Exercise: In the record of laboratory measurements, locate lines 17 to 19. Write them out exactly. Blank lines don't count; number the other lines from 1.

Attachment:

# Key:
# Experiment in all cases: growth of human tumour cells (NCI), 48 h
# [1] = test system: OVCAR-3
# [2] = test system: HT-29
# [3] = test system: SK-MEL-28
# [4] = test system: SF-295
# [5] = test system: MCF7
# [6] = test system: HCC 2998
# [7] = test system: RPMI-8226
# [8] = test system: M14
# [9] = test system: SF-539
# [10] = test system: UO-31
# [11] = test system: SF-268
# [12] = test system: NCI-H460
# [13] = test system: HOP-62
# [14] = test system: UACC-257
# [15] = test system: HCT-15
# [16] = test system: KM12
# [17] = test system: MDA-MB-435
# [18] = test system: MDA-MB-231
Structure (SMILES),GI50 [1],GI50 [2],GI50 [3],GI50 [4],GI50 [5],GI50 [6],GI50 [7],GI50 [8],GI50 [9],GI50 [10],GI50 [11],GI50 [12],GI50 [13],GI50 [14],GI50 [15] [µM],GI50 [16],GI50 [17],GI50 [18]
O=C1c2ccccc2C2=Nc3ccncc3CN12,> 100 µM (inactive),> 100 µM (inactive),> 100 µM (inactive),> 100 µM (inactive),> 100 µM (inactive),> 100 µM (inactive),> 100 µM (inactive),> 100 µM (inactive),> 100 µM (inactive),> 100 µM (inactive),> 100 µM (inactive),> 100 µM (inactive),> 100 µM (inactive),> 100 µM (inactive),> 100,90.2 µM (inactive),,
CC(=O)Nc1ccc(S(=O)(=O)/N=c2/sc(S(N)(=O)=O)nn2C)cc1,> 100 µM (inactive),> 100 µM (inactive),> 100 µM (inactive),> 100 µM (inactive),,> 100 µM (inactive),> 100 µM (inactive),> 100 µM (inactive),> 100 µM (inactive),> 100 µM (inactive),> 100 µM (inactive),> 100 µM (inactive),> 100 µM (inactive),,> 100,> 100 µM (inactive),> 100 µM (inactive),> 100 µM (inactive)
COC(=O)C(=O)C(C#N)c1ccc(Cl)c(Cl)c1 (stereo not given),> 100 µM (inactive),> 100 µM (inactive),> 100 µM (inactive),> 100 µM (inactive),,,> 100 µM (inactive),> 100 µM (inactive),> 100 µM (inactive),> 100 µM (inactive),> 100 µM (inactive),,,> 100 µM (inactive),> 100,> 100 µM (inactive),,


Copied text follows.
# [15] = test system: HCT-15
# [16] = test system: KM12
# [17] = test system: MDA-MB-435